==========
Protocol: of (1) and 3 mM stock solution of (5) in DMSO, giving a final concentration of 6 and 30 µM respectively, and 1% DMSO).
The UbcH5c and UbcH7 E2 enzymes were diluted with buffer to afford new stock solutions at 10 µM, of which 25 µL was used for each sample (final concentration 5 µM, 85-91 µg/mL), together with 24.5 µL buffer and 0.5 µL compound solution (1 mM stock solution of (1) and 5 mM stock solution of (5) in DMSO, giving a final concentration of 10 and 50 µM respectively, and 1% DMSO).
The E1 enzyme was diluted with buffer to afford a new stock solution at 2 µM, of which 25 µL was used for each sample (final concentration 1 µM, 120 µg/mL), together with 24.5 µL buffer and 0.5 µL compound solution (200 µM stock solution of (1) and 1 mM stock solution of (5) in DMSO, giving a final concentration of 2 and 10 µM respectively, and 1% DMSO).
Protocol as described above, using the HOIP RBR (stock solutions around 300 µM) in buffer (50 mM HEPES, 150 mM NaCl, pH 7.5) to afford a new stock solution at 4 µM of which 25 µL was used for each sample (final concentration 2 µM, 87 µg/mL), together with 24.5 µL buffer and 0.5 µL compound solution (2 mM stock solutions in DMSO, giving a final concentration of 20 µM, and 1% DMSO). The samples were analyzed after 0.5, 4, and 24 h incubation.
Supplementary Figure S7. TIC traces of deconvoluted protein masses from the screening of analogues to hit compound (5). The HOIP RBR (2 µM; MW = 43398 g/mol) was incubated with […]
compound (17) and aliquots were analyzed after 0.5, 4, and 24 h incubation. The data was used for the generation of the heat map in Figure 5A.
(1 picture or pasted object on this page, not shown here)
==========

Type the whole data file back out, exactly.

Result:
Protocol: of (1) and 3 mM stock solution of (5) in DMSO, giving a final concentration of 6 and 30 µM respectively, and 1% DMSO).
The UbcH5c and UbcH7 E2 enzymes were diluted with buffer to afford new stock solutions at 10 µM, of which 25 µL was used for each sample (final concentration 5 µM, 85-91 µg/mL), together with 24.5 µL buffer and 0.5 µL compound solution (1 mM stock solution of (1) and 5 mM stock solution of (5) in DMSO, giving a final concentration of 10 and 50 µM respectively, and 1% DMSO).
The E1 enzyme was diluted with buffer to afford a new stock solution at 2 µM, of which 25 µL was used for each sample (final concentration 1 µM, 120 µg/mL), together with 24.5 µL buffer and 0.5 µL compound solution (200 µM stock solution of (1) and 1 mM stock solution of (5) in DMSO, giving a final concentration of 2 and 10 µM respectively, and 1% DMSO).
Protocol as described above, using the HOIP RBR (stock solutions around 300 µM) in buffer (50 mM HEPES, 150 mM NaCl, pH 7.5) to afford a new stock solution at 4 µM of which 25 µL was used for each sample (final concentration 2 µM, 87 µg/mL), together with 24.5 µL buffer and 0.5 µL compound solution (2 mM stock solutions in DMSO, giving a final concentration of 20 µM, and 1% DMSO). The samples were analyzed after 0.5, 4, and 24 h incubation.
Supplementary Figure S7. TIC traces of deconvoluted protein masses from the screening of analogues to hit compound (5). The HOIP RBR (2 µM; MW = 43398 g/mol) was incubated with […]
compound (17) and aliquots were analyzed after 0.5, 4, and 24 h incubation. The data was used for the generation of the heat map in Figure 5A.
(1 picture or pasted object on this page, not shown here)